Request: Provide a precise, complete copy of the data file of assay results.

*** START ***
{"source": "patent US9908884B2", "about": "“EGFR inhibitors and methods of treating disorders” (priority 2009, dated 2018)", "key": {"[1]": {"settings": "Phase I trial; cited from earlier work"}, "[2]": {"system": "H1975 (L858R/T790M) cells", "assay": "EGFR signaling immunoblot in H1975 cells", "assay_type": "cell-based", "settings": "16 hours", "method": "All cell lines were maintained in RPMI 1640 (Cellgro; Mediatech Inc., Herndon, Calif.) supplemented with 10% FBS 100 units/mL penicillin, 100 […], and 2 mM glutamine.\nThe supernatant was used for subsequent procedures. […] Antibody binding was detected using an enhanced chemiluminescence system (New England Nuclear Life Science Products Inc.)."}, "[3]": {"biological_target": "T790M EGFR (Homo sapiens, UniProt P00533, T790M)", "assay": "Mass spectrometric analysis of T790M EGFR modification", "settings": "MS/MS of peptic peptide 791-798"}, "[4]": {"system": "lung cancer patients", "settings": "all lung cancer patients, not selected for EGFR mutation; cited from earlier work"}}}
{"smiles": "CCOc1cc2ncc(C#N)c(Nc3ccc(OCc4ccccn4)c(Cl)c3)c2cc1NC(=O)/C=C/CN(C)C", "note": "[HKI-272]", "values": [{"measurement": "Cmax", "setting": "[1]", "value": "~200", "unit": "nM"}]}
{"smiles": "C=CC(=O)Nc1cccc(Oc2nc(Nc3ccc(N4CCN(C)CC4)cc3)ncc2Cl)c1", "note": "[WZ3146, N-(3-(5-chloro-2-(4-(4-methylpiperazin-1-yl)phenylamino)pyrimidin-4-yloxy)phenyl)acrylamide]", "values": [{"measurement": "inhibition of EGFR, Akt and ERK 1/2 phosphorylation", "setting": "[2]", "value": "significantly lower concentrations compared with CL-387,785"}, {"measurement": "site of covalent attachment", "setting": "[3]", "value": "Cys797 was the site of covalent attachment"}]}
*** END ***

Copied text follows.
{"source": "patent US9908884B2", "about": "“EGFR inhibitors and methods of treating disorders” (priority 2009, dated 2018)", "key": {"[1]": {"settings": "Phase I trial; cited from earlier work"}, "[2]": {"system": "H1975 (L858R/T790M) cells", "assay": "EGFR signaling immunoblot in H1975 cells", "assay_type": "cell-based", "settings": "16 hours", "method": "All cell lines were maintained in RPMI 1640 (Cellgro; Mediatech Inc., Herndon, Calif.) supplemented with 10% FBS 100 units/mL penicillin, 100 […], and 2 mM glutamine.\nThe supernatant was used for subsequent procedures. […] Antibody binding was detected using an enhanced chemiluminescence system (New England Nuclear Life Science Products Inc.)."}, "[3]": {"biological_target": "T790M EGFR (Homo sapiens, UniProt P00533, T790M)", "assay": "Mass spectrometric analysis of T790M EGFR modification", "settings": "MS/MS of peptic peptide 791-798"}, "[4]": {"system": "lung cancer patients", "settings": "all lung cancer patients, not selected for EGFR mutation; cited from earlier work"}}}
{"smiles": "CCOc1cc2ncc(C#N)c(Nc3ccc(OCc4ccccn4)c(Cl)c3)c2cc1NC(=O)/C=C/CN(C)C", "note": "[HKI-272]", "values": [{"measurement": "Cmax", "setting": "[1]", "value": "~200", "unit": "nM"}]}
{"smiles": "C=CC(=O)Nc1cccc(Oc2nc(Nc3ccc(N4CCN(C)CC4)cc3)ncc2Cl)c1", "note": "[WZ3146, N-(3-(5-chloro-2-(4-(4-methylpiperazin-1-yl)phenylamino)pyrimidin-4-yloxy)phenyl)acrylamide]", "values": [{"measurement": "inhibition of EGFR, Akt and ERK 1/2 phosphorylation", "setting": "[2]", "value": "significantly lower concentrations compared with CL-387,785"}, {"measurement": "site of covalent attachment", "setting": "[3]", "value": "Cys797 was the site of covalent attachment"}]}